Another vessel is known from U.S. Reissue Pat. No. 24,311, in which the hydrocarbons are mixed with steam and then subjected to a limited catalytic endothermic steam reforming process which takes place in a cylindrical pressure vessel equipped with reformer tubes partly filled with a catalyst. Oxygen-carrying tubes are installed in the center of the reformer tubes. At the outlet of said tubes, the partly reformed hydrocarbons are mixed with heated oxygen and subjected to a simultaneous partial autothermic oxidation. The lower part of the cylindrical pressure vessel is an untubed reaction chamber in which the reaction gases return at the chamber bottom in order to flow upwards and to heat the reformer tubes. From the technological and metallurgical point of view, it is very difficult to mount the oxygen-carrying tubes in the center of the hot reformer tubes and, as a result, this device has never been constructed. Moreover, the design does not permit universal application for various raw materials and is not suitable for the treatment of hydrocarbons in two reaction steps.
An object of the present invention is to design a vessel which is suitable for the required thermal reactions, which provides reliable operation and complete reactions and which permits a control of the reaction steps such that synthesis gases having different compositions can be generated.
The advantages of the invention are that the partial oxidation section, i.e. the mixing chamber, provides stable flow conditions. The reactants such as reforming gas, additional hydrocarbons and oxygen or oxygen-rich gas are injected in such a manner that a vortex generally coaxial with the vessel longitudinal axis is produced in the mixing chamber and that a low-pressure area forms in the center of said vortex, whereby the reforming gas is withdrawn from the reformer tubes and forced into the lower part of the mixing chamber. This configuration permits a thorough mixing of the reforming gas and gas stream from the partial oxidation section for the generation of synthesis gas, using special inlet devices. The main stream of the gas mixture or synthesis gas in the outer section of the vortex leaves the untubed space between the inlet devices in the partial oxidation section and enters the reforming section. The hot synthesis gas stream heats the reformer tubes and the mixture in the tubes to the temperature required for the endothermic reaction.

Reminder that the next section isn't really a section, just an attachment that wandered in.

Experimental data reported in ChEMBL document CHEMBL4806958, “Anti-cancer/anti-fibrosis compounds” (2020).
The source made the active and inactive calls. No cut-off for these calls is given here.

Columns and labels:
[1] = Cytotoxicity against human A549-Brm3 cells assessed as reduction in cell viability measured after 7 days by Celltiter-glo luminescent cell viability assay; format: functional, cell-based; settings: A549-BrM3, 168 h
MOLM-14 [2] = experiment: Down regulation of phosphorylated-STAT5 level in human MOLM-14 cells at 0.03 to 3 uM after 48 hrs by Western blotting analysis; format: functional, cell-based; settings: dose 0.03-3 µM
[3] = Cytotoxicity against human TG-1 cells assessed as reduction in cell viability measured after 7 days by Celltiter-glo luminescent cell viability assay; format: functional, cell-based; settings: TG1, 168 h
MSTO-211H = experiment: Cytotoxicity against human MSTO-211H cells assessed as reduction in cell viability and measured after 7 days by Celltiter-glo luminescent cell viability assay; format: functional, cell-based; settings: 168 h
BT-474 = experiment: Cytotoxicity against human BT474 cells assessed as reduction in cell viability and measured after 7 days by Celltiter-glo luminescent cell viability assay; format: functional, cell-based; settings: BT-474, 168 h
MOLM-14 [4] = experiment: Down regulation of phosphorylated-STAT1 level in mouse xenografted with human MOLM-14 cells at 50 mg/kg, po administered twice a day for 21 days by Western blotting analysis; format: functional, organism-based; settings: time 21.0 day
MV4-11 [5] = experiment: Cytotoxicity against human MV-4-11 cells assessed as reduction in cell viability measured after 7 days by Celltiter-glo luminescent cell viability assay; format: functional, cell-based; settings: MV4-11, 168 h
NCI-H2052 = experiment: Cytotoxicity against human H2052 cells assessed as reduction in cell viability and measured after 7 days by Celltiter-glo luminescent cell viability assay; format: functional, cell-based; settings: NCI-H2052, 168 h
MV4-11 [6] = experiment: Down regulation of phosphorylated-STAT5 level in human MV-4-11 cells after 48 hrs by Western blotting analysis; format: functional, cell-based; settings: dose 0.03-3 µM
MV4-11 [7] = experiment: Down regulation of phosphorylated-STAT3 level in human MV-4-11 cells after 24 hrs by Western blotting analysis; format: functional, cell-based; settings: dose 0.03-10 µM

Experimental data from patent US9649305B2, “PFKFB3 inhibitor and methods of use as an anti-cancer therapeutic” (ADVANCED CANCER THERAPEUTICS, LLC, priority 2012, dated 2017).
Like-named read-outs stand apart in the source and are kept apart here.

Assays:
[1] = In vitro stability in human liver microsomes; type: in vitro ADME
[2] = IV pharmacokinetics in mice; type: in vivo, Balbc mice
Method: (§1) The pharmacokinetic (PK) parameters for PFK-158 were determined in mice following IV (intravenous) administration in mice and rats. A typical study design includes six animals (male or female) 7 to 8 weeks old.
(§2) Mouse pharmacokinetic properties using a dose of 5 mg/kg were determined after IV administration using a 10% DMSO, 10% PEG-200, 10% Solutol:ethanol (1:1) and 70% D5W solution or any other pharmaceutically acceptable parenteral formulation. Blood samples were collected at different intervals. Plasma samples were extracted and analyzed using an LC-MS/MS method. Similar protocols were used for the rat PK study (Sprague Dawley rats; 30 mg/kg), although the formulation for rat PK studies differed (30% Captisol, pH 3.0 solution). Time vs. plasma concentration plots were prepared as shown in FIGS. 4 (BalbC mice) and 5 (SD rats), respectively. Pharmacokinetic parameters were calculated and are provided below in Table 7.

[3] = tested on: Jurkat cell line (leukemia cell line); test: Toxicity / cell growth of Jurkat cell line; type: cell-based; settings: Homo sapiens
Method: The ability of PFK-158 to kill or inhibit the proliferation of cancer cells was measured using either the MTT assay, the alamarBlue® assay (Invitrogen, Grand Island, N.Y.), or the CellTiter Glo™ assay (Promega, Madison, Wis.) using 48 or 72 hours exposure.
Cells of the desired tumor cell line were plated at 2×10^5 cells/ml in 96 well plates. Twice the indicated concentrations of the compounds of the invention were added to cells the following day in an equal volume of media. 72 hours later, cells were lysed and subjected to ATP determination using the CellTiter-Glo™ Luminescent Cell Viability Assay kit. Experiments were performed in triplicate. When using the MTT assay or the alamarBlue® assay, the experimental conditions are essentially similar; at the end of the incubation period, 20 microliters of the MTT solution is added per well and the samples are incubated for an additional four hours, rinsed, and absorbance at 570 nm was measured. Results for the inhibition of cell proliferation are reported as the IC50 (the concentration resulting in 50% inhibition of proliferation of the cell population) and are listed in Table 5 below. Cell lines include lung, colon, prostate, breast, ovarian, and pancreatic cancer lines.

The vessel described above operates properly, irrespective of the position of the reforming section which may be arranged upstream or downstream of the partial oxidation section. It is essential that certain technical requirements be met, taking into account the gas to be processed. The pitch "t" of the opening in the plane of the reformer tube outlets, for example, must comply with the following formula:
t is less than or equal to d+(0.317×h)
Thus, the gas stream cannot return into the tubed section. The factors d and h are defined as follows:
h==(m1 /mo)(ρo /ρ1) (d/0.32)
mo is the mass of the steam from an opening in the plane of the reformer tube outlets.
m1 is the mass of the gas stream produced with the aid of mo.
ρ1 and ρo are the densities of the steams involved.
d is the diameter of the opening in the plane of the reformer tube outlets.
The Reynolds numbers for the individual streams from the reformer tube outlets should be greater than 5×103, preferably greater than 5×104. The impulses resulting from these flow conditions permit a penetration of the gas streams through the vortex into the lower part of the mixing chamber, producing a rotary vortex ring which is required for the spiral return flow of the gases in the outer section of the mixing chamber.
The Reynolds numbers for the inlet devices (nozzle outlet) should be 4×103, preferably 4×104. It is calculated on the basis of an assumed outlet velocity, an assumed diameter and the mean viscosity of the gases concerned, said numbers being based on the uniformity of impulses and streams and on the design of the nozzle ends of the inlet devices pointing towards the mixing chamber.
The flow parameters of the injected fluids must always be stable. If the inlet flow rate is varied in this case (this function is indispensable for load variations and for the control of the product gas composition), the flow conditions in the mixing chamber are not changed and the mixing process is not affected. The plus sign in the above equation represents a deviation from the horizontal axis of the mixing chamber, i.e. the inlet devices are inclined towards the reformer tube sections.